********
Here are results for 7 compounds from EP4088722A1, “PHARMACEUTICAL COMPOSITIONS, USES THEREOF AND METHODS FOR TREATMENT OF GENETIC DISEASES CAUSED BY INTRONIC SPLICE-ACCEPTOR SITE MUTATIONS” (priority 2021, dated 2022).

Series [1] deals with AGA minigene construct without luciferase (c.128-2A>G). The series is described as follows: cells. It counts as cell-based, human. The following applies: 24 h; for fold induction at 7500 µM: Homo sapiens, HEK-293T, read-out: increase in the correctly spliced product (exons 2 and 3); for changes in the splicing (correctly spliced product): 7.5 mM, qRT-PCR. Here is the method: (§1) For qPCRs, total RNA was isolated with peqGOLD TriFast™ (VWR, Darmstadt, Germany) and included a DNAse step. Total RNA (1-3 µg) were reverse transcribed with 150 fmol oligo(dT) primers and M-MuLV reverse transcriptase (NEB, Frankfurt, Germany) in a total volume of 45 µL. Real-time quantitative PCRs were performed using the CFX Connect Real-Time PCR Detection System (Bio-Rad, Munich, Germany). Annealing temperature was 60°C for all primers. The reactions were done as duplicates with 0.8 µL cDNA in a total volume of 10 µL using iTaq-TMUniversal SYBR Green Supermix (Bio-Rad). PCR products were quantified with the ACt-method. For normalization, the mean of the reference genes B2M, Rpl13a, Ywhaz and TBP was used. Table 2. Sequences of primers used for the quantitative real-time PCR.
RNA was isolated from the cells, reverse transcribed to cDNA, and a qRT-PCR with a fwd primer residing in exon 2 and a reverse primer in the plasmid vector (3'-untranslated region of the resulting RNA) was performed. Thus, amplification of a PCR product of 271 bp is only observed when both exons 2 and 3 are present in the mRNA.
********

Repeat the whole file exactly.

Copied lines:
Here are results for 7 compounds from EP4088722A1, “PHARMACEUTICAL COMPOSITIONS, USES THEREOF AND METHODS FOR TREATMENT OF GENETIC DISEASES CAUSED BY INTRONIC SPLICE-ACCEPTOR SITE MUTATIONS” (priority 2021, dated 2022).

Series [1] deals with AGA minigene construct without luciferase (c.128-2A>G). The series is described as follows: cells. It counts as cell-based, human. The following applies: 24 h; for fold induction at 7500 µM: Homo sapiens, HEK-293T, read-out: increase in the correctly spliced product (exons 2 and 3); for changes in the splicing (correctly spliced product): 7.5 mM, qRT-PCR. Here is the method: (§1) For qPCRs, total RNA was isolated with peqGOLD TriFast™ (VWR, Darmstadt, Germany) and included a DNAse step. Total RNA (1-3 µg) were reverse transcribed with 150 fmol oligo(dT) primers and M-MuLV reverse transcriptase (NEB, Frankfurt, Germany) in a total volume of 45 µL. Real-time quantitative PCRs were performed using the CFX Connect Real-Time PCR Detection System (Bio-Rad, Munich, Germany). Annealing temperature was 60°C for all primers. The reactions were done as duplicates with 0.8 µL cDNA in a total volume of 10 µL using iTaq-TMUniversal SYBR Green Supermix (Bio-Rad). PCR products were quantified with the ACt-method. For normalization, the mean of the reference genes B2M, Rpl13a, Ywhaz and TBP was used. Table 2. Sequences of primers used for the quantitative real-time PCR.
RNA was isolated from the cells, reverse transcribed to cDNA, and a qRT-PCR with a fwd primer residing in exon 2 and a reverse primer in the plasmid vector (3'-untranslated region of the resulting RNA) was performed. Thus, amplification of a PCR product of 271 bp is only observed when both exons 2 and 3 are present in the mRNA.